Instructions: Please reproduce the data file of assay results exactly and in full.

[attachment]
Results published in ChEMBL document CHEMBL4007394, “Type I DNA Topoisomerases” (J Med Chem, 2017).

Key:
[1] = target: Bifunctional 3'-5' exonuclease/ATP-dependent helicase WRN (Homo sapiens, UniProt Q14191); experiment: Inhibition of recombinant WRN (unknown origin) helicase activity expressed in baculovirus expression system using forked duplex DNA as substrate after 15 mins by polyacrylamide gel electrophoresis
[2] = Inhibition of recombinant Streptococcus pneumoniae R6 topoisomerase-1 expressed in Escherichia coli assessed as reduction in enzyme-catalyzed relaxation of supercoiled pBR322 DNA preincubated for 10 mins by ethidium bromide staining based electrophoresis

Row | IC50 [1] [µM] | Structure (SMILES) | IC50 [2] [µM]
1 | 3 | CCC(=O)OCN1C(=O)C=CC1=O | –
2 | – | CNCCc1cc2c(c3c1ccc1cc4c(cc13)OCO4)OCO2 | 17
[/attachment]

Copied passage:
Results published in ChEMBL document CHEMBL4007394, “Type I DNA Topoisomerases” (J Med Chem, 2017).

Key:
[1] = target: Bifunctional 3'-5' exonuclease/ATP-dependent helicase WRN (Homo sapiens, UniProt Q14191); experiment: Inhibition of recombinant WRN (unknown origin) helicase activity expressed in baculovirus expression system using forked duplex DNA as substrate after 15 mins by polyacrylamide gel electrophoresis
[2] = Inhibition of recombinant Streptococcus pneumoniae R6 topoisomerase-1 expressed in Escherichia coli assessed as reduction in enzyme-catalyzed relaxation of supercoiled pBR322 DNA preincubated for 10 mins by ethidium bromide staining based electrophoresis

Row | IC50 [1] [µM] | Structure (SMILES) | IC50 [2] [µM]
1 | 3 | CCC(=O)OCN1C(=O)C=CC1=O | –
2 | – | CNCCc1cc2c(c3c1ccc1cc4c(cc13)OCO4)OCO2 | 17